Impact of the Covid-19 pandemic on the diagnosis and treatment of men with prostate cancer.

To determine the impact of the Covid-19 pandemic on diagnostic and treatment activity in 2020 across hospital providers of prostate cancer (PCa) care in the English National Health Service.

Diagnostic and treatment activity between March 23rd (start of first national lockdown in England) and December 31st 2020 was compared with same calendar period in 2019. Patients newly diagnosed with PCa were identified in national rapid cancer registration data linked to other electronic healthcare datasets.

There was a 30.8% reduction (22,419 versus 32,409) in the number of men with newly diagnosed PCa in 2020 after the start of the first lockdown, compared with the corresponding period in 2019. Men diagnosed in 2020 were typically at more advanced stage (21.2% versus 17.4%, stage IV) and slightly older (57.9% versus 55.9% ≥ 70 years, p<0.001). Prostate biopsies in 2020 were more often performed through using transperineal routes (64.0% versus 38.2%). The number of radical prostatectomies in 2020 was reduced by 26.9% (3,896 versus 5,331) and the number treated by external beam radiotherapy (EBRT) by 14.1% (9,719 versus 11,309). Other changes included an increased use of EBRT with hypofractionation and reduced use of docetaxel chemotherapy in men with hormone-sensitive metastatic PCa (413 versus 1,519) with related increase in the use of enzalutamide.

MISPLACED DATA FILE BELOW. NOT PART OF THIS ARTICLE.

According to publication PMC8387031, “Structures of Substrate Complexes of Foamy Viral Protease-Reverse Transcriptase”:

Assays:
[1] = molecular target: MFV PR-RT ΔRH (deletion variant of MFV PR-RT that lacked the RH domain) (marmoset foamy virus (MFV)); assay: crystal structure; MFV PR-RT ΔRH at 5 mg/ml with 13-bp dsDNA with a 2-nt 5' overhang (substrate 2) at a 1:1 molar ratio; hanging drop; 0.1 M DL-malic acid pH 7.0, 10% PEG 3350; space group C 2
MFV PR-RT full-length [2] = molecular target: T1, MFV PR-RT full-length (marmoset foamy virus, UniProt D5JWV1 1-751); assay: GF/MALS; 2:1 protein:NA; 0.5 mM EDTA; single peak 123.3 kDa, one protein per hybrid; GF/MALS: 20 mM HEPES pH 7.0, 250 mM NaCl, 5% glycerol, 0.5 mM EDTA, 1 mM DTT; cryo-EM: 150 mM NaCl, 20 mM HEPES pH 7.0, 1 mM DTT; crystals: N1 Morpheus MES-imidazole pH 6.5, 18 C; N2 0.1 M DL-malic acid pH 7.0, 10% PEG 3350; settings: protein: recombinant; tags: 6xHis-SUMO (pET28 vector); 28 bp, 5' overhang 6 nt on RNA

We found substantial deficits in the number of diagnostic and treatment procedures for men with newly diagnosed PCa after the start of the first lockdown in 2020. The number of men diagnosed with PCa decreased by about one third and those diagnosed had more advanced disease. Treatment patterns shifted towards those that limit the risk of Covid-19 exposure including increased use of transperineal biopsy, hypofractionated radiation, and enzalutamide. Urgent concerted action is required to address the Covid-19-related deficits in PCa services to mitigate their impact on long-term outcomes.

BJU international. 2022 Jan 25 [Epub ahead of print]

Julie Nossiter, Melanie Morris, Matthew G Parry, Arunan Sujenthiran, Paul Cathcart, Jan van der Meulen, Ajay Aggarwal, Heather Payne, Noel W Clarke

Department of Health Services Research and Policy, London School of Hygiene and Tropical Medicine., Clinical Effectiveness Unit, Royal College of Surgeons of England., Department of Urology, NHS Foundation Trust, Guy's and St Thomas., Department of Oncology, University College London Hospitals NHS Foundation Trust, London., Department of Urology, The Christie and Salford Royal NHS Foundation Trusts.

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